Coronal holes (1) Coronal mass ejections (2) M and X class flares (3)
Coronal hole indicator CME indicator M and X class flare indicator

1) Effects from a coronal hole could reach Earth within the next 5 days. When the high speed stream has arrived the color changes to green.
2) Material from a CME is likely to impact Earth within 96 hours.
3) There is a possibility of either M or X class flares within the next 48 hours.

Green: 0-20% probability, Yellow: 20-60% probability, Red: 60-100% probability.

Active solar regions (Recent map)

Compare to the previous day's image.

Data for all numbered solar regions according to the Solar Region Summary provided by NOAA/SEC. Comments are my own, as is the STAR spot count (spots observed at or inside a few hours before midnight) and data for regions not numbered by SEC or where SEC has observed no spots. SEC active region numbers in the table below and in the active region map above are the historic SEC/USAF numbers.

Active region Date numbered SEC
Location at midnight Area Classification Comment
10546 2004.01.29     S12W50     plage
10548 2004.01.31     N06W48     plage
10549 2004.01.31 22 18 N14W22 0090 EAC classification was EAO
at midnight,
location N13W25
10550 2004.02.02     S09W78     plage
10551 2004.02.02 26 35 S06W00 0300 DAO beta-gamma
classification was EKI
at midnight, area 0450
location S07W03
10552 2004.02.02     S08W46     plage
10553 2004.02.05 3   S04W25 0010 AXX spotless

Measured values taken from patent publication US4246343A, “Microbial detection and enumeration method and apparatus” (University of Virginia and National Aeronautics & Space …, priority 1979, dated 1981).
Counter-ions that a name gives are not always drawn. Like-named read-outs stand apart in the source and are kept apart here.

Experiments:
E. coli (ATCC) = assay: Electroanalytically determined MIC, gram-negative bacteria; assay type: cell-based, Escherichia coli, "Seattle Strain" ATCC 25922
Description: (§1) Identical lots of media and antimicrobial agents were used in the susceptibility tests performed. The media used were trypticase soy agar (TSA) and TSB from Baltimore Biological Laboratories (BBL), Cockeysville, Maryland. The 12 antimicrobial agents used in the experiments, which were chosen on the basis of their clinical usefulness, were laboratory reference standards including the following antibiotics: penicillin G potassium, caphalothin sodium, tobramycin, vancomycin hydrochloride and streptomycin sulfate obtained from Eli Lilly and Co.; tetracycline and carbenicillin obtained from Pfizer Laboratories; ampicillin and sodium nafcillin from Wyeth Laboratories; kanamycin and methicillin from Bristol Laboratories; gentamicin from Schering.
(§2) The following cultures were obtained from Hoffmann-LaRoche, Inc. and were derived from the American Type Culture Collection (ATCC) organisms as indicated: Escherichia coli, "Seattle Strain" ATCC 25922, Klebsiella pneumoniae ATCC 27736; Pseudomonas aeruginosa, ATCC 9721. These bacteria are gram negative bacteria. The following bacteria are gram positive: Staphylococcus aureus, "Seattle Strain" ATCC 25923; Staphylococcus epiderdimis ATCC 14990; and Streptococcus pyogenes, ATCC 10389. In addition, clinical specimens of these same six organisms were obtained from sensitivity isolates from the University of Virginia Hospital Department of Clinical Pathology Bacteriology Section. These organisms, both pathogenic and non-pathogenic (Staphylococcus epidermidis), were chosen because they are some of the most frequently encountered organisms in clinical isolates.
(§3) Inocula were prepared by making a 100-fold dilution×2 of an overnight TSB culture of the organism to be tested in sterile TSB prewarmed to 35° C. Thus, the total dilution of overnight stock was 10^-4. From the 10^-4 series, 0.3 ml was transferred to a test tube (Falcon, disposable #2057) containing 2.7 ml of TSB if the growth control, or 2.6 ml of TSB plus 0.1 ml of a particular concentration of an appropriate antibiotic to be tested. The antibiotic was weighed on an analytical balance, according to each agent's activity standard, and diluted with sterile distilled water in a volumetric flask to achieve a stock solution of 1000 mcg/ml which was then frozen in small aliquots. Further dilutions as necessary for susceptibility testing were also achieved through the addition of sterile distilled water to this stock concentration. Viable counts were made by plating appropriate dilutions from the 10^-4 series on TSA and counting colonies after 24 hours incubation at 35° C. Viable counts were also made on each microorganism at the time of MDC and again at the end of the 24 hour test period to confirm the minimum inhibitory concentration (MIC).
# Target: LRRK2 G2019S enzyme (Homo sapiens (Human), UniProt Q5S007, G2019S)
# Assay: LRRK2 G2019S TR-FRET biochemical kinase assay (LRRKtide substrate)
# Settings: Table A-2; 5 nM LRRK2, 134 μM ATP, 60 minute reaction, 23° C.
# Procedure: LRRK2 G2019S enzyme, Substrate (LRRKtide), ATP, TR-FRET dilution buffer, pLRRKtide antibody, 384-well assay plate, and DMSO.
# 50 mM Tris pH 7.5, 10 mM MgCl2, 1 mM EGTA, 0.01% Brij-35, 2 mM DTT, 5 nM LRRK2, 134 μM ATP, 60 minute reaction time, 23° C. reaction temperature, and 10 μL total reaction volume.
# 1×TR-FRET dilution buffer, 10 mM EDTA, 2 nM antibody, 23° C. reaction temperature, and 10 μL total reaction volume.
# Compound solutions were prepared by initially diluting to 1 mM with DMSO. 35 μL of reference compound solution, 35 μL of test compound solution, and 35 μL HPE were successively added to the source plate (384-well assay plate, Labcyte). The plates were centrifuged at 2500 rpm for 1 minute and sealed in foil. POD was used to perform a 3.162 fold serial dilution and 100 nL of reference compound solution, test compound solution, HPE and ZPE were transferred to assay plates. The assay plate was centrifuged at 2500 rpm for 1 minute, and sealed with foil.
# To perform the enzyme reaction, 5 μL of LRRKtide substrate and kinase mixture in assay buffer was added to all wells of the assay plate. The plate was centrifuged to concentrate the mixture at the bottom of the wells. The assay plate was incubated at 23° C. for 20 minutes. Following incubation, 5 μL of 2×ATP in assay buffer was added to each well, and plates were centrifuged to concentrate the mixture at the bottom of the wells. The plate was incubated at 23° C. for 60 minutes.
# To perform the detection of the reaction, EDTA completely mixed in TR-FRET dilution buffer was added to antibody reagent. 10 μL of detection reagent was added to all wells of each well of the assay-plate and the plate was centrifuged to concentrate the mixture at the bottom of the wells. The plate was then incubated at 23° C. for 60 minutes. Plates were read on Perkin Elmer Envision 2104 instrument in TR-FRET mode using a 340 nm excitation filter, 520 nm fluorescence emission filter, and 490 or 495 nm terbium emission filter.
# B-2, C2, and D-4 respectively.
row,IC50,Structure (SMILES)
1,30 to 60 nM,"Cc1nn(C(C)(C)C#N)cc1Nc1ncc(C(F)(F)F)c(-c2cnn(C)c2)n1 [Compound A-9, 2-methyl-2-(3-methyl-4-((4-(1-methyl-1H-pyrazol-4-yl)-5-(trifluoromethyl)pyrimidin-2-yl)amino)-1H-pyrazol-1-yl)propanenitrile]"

10554 2004.02.07 1 12 S08E76 0000 AXX beta-delta
classification was DAO
at midnight, area 0070
S343 emerged on
    N15W61     plage
Total spot count: 52 65
SSN: 92 95

Monthly solar cycle data

Month Average solar
flux at Earth
International sunspot number Smoothed sunspot number
2000.04 184.2 125.5 120.8
cycle 23 sunspot max.
2000.07 202.3 170.1 119.8
2001.12 235.1 132.2 114.6 (-0.9)
2003.01 144.0 79.7 80.8 (-1.2)
2003.02 124.5 46.0 78.3 (-2.5)
2003.03 131.4 61.1 74.0 (-4.3)
2003.04 126.4 60.0 70.1 (-3.9)
2003.05 115.7 55.2 67.6 (-2.5)
2003.06 129.3 77.4 65.0 (-2.6)
2003.07 127.7 83.3 61.8 (-3.2)
2003.08 122.1 72.7 (59.4 predicted, -2.4)
2003.09 112.2 48.7 (57.6 predicted, -1.8)
2003.10 151.7 65.6 (54.9 predicted, -2.7)
2003.11 140.8 67.2 (52.2 predicted, -2.7)
2003.12 114.9 47.0 (49.6 predicted, -2.6)
2004.01 114.1 37.2 (45.4 predicted, -4.2)
2004.02 103.3 (1) 22.4 (2) (40.8 predicted, -4.6)

1) Running average based on the daily 20:00 UTC observed solar flux value at 2800 MHz.
2) Unofficial, accumulated value based on the Boulder (NOAA/SEC) sunspot number. The official international sunspot number is typically 30-50% less.

This report has been prepared by Jan Alvestad. It is based partly on my own observations and analysis, and partly on data from sources noted in solar links. All time references are to the UTC day. Comments and suggestions are always welcome.

[DX-Listeners' Club]